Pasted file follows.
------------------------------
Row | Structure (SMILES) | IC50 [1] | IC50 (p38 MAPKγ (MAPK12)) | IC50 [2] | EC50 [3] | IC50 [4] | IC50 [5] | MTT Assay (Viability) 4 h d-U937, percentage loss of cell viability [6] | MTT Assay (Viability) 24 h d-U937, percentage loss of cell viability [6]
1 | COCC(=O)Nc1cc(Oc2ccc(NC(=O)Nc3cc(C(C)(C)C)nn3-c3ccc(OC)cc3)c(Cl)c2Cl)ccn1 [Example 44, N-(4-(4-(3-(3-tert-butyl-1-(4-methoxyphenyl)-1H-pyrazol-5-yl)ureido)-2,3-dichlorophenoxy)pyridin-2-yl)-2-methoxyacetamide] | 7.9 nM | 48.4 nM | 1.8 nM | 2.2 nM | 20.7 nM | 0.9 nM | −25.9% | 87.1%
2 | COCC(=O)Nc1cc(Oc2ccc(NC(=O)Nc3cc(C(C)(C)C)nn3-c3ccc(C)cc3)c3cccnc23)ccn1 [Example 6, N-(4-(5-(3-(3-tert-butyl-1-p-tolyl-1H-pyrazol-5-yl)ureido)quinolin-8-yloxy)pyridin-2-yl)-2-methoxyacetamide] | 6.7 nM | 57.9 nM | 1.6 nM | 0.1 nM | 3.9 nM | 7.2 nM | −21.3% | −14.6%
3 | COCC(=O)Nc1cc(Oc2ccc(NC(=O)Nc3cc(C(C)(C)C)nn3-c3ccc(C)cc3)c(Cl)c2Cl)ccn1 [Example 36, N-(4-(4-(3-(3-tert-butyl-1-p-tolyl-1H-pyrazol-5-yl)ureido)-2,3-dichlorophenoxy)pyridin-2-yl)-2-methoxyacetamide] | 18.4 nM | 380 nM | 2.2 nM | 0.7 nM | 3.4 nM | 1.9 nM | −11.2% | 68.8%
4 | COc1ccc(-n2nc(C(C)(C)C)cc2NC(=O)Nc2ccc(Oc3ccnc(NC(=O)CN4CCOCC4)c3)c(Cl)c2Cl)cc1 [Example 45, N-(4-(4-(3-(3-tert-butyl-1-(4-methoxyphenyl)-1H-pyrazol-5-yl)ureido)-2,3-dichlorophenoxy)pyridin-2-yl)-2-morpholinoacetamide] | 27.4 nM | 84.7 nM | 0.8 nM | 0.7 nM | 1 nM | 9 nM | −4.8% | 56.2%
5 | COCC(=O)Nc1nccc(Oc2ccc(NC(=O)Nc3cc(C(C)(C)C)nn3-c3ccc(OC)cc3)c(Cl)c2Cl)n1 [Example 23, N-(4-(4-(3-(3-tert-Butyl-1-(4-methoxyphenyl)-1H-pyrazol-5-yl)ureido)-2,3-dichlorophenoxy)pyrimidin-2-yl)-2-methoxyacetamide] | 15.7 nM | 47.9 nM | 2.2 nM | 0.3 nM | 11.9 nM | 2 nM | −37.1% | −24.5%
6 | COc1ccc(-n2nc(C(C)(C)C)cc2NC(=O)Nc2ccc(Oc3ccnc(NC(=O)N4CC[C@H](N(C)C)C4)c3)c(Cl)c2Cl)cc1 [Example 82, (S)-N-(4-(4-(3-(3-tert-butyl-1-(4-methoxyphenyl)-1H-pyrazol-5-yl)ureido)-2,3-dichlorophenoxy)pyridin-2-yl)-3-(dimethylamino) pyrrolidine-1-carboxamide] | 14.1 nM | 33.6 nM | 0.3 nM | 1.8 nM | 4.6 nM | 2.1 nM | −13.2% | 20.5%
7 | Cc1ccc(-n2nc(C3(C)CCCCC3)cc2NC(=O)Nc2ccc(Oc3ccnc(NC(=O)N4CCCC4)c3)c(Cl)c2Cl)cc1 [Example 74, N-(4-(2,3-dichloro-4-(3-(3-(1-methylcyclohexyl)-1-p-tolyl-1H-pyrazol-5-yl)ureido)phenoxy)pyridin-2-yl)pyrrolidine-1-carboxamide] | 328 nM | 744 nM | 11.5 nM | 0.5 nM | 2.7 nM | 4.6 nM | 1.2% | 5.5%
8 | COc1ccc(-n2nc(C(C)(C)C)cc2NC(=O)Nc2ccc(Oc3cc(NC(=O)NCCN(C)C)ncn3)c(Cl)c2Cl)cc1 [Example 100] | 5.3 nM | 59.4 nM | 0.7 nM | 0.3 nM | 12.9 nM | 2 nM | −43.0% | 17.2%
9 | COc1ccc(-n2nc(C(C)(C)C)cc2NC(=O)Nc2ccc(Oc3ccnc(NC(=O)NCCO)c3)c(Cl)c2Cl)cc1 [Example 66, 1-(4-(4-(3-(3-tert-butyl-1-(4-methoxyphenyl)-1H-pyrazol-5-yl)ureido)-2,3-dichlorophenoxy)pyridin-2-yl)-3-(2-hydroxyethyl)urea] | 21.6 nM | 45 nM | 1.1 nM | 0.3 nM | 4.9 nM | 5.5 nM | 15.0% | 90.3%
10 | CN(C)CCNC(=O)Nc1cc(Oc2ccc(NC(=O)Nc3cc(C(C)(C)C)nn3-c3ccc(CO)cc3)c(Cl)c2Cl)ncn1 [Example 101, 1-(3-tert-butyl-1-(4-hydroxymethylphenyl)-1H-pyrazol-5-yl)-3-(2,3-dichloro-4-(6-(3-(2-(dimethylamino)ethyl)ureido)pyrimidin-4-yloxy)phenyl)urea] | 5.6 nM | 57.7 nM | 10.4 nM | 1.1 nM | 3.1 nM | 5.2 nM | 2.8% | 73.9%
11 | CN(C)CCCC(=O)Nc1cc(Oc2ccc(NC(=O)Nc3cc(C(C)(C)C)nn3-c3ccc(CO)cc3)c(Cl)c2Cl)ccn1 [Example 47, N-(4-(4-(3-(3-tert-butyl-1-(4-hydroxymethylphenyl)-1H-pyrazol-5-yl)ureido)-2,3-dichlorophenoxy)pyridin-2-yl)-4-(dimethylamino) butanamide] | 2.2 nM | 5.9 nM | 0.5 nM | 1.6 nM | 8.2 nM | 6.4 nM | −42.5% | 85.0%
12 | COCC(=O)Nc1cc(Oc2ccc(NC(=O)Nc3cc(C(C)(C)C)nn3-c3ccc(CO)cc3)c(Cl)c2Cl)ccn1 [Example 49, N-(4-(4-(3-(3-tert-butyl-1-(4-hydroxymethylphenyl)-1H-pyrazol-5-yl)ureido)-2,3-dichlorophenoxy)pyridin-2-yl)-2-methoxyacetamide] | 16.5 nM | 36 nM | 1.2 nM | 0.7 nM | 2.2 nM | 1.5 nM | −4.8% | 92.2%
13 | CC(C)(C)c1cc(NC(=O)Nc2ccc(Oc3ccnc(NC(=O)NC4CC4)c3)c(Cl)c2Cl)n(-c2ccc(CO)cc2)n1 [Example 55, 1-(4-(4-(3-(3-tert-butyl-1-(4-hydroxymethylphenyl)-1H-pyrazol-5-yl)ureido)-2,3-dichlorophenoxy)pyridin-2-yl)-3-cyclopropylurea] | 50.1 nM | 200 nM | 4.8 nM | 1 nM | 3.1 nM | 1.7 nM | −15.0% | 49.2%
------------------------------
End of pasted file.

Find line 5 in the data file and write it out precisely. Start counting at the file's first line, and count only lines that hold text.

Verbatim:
4 | COc1ccc(-n2nc(C(C)(C)C)cc2NC(=O)Nc2ccc(Oc3ccnc(NC(=O)CN4CCOCC4)c3)c(Cl)c2Cl)cc1 [Example 45, N-(4-(4-(3-(3-tert-butyl-1-(4-methoxyphenyl)-1H-pyrazol-5-yl)ureido)-2,3-dichlorophenoxy)pyridin-2-yl)-2-morpholinoacetamide] | 27.4 nM | 84.7 nM | 0.8 nM | 0.7 nM | 1 nM | 9 nM | −4.8% | 56.2%